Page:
After the death of a baby, it can be difficult for some women to let go of the breastfeeding or pumping experience. If you spent all of your baby’s short life trying to build up a milk supply to help sustain him or her, your feelings of reluctance are totally understandable. Between a possible reluctance to stop, and the necessity of tapering off production no matter what, women can end up with a sizable stored supply of breast milk.
What Can I Do with the Milk I Already Have?
You have three options when it comes to getting rid of unused breast milk:
- Dispose of it, just you would out-of-date or improperly stored milk
- Donate it
- Sell it
How Do I Donate Breast Milk?
There are 11 non-profit human milk banks in North America, but there are also private, for-profit banks available as well. To be a donor, you’ll have to meet certain qualifications, just as you would to donate blood.
The Human Milk Banking Association of North America has the following requirements:
- In good general health
- Willing to undergo a blood test (at the milk bank's expense)
- Not regularly using medication or herbal supplements (with the exception of progestin-only birth control pills or injections, Synthroid, insulin, pre-natal vitamins; for other exceptions, please contact a milk bank for more information)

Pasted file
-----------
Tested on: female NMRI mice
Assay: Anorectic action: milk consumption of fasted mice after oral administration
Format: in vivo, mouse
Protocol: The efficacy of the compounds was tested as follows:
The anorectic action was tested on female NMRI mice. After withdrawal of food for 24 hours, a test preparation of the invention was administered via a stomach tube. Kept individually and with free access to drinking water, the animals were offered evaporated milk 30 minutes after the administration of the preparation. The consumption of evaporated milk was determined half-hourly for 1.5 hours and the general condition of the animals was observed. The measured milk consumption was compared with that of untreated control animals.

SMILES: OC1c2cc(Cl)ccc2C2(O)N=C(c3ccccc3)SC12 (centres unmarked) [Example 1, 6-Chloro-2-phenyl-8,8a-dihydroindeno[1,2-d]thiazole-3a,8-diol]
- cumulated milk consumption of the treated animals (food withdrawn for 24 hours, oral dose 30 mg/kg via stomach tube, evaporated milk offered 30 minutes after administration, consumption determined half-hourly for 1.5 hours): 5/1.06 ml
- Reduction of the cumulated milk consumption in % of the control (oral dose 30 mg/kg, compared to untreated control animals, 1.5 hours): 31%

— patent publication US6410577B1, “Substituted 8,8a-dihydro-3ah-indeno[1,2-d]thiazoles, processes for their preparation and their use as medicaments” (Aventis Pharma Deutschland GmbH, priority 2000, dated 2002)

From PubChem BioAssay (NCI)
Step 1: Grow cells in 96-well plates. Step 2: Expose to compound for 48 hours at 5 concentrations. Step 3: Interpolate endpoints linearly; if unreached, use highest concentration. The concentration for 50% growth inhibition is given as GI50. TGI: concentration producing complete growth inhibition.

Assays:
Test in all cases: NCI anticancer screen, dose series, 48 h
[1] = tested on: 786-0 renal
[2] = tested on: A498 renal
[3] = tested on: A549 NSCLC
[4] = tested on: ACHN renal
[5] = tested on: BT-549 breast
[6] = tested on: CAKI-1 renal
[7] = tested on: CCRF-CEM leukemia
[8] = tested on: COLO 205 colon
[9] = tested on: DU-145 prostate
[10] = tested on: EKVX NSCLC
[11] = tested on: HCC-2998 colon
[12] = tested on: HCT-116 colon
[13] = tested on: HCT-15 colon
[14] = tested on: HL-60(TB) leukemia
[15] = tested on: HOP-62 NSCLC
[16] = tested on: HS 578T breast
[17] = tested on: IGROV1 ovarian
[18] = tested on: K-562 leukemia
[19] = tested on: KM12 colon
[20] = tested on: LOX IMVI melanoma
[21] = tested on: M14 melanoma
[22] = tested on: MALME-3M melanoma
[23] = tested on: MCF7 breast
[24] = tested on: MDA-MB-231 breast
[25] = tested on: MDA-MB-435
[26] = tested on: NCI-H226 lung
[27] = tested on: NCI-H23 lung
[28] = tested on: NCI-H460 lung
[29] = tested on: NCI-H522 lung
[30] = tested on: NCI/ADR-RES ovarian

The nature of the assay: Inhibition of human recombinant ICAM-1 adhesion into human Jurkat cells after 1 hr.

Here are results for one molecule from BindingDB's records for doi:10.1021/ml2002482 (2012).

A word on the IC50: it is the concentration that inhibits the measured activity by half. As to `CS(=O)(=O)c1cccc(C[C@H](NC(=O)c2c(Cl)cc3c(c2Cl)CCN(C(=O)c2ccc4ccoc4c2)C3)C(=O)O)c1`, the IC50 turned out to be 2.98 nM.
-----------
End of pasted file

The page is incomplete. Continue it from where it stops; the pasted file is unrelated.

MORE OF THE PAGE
- Willing to donate at least 100 ounces of milk; some banks have a higher minimum
A simple internet search will take you to listings for other milk banks. Their specific requirements should be found on their website or by contacting them directly.
How Do I Sell Breast Milk?
Selling breast milk can be done through a banking-style organizations, or by a person-to-person match. There are several websites, such as onlythebreast.com and Facebook groups that allow people to post ads as either sellers or customers looking for milk.
Is It Safe to Sell Breast Milk?
There is probably more risk to buyers than sellers in the breast milk market. First of all, there are no screening processes other than the goodwill of people who are trying to use excess breast milk to help other babies in need.
If you do decide to sell your milk, be careful to protect your identity on-line. Don’t get into a buyer-seller relationship without defining terms and payment explicitly so that both of you are protected.
Also keep in mind that some people are looking for breast milk for purposes other than feeding an infant. So be sure you choose the right kind of buyer for you.
How Much Does Breast Milk Sell for?
As of 2012, breast milk sells for anywhere from $1.00 to $4.00 per ounce.